Daily gatherings such as assemblies and weekly staff meetings are opportunities to instill the core principles of the vision. Any achievements made towards the specific steps of the shared vision should be celebrated as often as possible. This helps further embed the feeling of working together towards a common goal.
When staff is clear about where the school is heading as a team, they are better able to use their strengths to know how best they can assist the wider team on their way to achieve the shared goals and vision. The clearer and more optimistically staff feel towards the vision of the school, the more likely they are to feel open to being part of it, as well as talking fluidly and openly with their pupils.
Celebrate both pupils and staff
An open and honest culture is directly related to how staff and pupils feel they are appreciated and valued. Celebrating both small and big daily and weekly successes among staff and pupils in a consistent and caring way, allows people to feel cared for and respected.
Additionally, as staff and pupils celebrate each other’s successes in a warm, kind and non-competitive environment, school culture and togetherness become more interconnected as people learn more about each other in a positive and safe environment. Undoubtedly, as staff and pupils feel valued, appreciated and recognized for their efforts, they are more likely to feel safe and secure enough to take risks in their learning and feel safe to express their own viewpoints which is crucial for both their own learning journey as well as staff and pupils openly contributing to school life beyond their own sphere.
Review, Review, and review
A school’s culture, just like its vision must be adapted and reviewed frequently. A school leadership team must set aside time every term to analyze their school culture. This has to go beyond the office doors and must invite constructive criticism from multiple viewpoints and different roles.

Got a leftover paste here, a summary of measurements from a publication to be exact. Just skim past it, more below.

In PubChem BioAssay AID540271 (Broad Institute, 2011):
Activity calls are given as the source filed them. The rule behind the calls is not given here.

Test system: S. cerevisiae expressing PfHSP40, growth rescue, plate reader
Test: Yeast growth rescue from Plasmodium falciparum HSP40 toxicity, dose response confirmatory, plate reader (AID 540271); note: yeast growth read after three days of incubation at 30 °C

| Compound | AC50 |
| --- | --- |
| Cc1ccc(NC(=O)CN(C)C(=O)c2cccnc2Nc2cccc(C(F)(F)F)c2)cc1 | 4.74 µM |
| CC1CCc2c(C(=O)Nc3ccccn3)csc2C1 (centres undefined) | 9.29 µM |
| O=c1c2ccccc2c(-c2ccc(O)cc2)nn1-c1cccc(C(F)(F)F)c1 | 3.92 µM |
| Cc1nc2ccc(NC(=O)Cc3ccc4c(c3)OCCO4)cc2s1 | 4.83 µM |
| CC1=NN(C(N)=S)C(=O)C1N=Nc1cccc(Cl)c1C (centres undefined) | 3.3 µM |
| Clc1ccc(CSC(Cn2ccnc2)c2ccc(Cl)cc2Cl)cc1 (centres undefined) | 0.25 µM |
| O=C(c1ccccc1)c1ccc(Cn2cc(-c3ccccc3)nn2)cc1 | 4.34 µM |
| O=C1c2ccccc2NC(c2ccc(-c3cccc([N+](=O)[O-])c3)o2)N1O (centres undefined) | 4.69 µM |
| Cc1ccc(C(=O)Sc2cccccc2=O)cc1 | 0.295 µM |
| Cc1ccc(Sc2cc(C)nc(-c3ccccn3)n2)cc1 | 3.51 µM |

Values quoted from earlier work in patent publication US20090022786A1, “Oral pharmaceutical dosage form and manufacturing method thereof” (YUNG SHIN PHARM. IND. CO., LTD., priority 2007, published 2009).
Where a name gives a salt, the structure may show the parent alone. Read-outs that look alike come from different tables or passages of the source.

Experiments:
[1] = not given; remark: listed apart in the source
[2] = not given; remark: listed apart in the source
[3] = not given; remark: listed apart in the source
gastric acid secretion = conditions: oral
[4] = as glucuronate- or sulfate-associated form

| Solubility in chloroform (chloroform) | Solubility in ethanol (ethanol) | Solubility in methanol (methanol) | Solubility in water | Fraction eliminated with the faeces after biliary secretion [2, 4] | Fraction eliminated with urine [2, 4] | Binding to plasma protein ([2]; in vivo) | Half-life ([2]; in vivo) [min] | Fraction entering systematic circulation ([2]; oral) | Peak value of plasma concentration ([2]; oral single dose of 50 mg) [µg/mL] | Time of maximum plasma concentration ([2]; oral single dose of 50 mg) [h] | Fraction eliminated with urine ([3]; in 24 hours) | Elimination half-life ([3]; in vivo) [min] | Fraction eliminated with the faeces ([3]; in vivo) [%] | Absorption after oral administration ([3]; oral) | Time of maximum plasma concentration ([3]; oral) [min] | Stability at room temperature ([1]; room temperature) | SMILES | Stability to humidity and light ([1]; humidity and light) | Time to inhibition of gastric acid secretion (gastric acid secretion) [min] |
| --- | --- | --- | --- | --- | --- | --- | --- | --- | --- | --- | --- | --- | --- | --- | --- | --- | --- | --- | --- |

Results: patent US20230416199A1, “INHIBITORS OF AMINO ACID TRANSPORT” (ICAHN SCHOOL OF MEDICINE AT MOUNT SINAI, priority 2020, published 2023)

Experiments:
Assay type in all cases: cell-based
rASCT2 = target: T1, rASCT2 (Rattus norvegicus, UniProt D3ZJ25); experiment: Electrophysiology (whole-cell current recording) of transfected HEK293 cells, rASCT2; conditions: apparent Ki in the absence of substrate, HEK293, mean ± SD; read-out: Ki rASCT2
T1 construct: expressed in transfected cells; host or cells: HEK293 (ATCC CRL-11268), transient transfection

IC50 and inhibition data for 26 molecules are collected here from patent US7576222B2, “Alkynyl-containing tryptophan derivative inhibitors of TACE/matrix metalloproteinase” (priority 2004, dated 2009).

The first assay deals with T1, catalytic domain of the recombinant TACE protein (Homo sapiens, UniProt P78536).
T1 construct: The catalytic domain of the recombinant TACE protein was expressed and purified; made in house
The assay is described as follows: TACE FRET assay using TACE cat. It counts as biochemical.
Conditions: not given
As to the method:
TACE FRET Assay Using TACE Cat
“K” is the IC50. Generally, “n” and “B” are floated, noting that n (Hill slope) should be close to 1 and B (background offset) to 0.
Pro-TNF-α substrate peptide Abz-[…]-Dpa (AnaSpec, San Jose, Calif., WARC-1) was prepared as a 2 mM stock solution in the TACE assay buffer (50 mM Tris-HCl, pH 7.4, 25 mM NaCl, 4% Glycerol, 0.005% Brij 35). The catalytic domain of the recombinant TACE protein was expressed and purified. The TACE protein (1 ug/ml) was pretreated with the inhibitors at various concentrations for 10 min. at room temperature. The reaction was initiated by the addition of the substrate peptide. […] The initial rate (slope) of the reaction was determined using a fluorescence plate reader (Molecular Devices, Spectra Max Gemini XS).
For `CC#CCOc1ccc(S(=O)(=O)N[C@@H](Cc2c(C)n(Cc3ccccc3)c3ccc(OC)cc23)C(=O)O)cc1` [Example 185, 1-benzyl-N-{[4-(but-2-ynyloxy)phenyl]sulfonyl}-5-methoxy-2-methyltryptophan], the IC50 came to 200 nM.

If available, invite collaborative networks or seek outside experts to help provide a non-bias viewpoint to help to improve school culture. Be on guard for specific factors that may creep in and put steps in motion to make decisive action to reduce any problems.
More importantly than anything, treating and valuing all staff fairly and being open to potential viewpoints is key. Whilst you may not choose to make any changes, as a result, use the time to ensure that staff know that despite the outcome, their insight is invaluable to the journey of the school. Show understanding when things are difficult and if necessary, put action plans in place to support.
An open, honest culture = more likely to have happy teachers = more likely to have happy pupils
We all know that staff rooms and photocopy culture can easily fall into the trap of being full of negative and hopeless talk. It’s so easy to talk about the difficulty of workload balance, problems with a pupil’s behavior, a parent complaint etc, and so if not consciously watched and if culture is not prioritized, a toxic undercurrent tone can quickly seep into several corners of a school.
In contrast, when the school culture is open and honest, where all staff members are encouraged to discuss their feelings, where they are clear and on board with the vision, and where they feel appreciated, they are more likely to feel happy and contented at work. They can then be in the best position to teach and motivate pupils to learn how to effectively communicate and how to maximize their learning opportunities.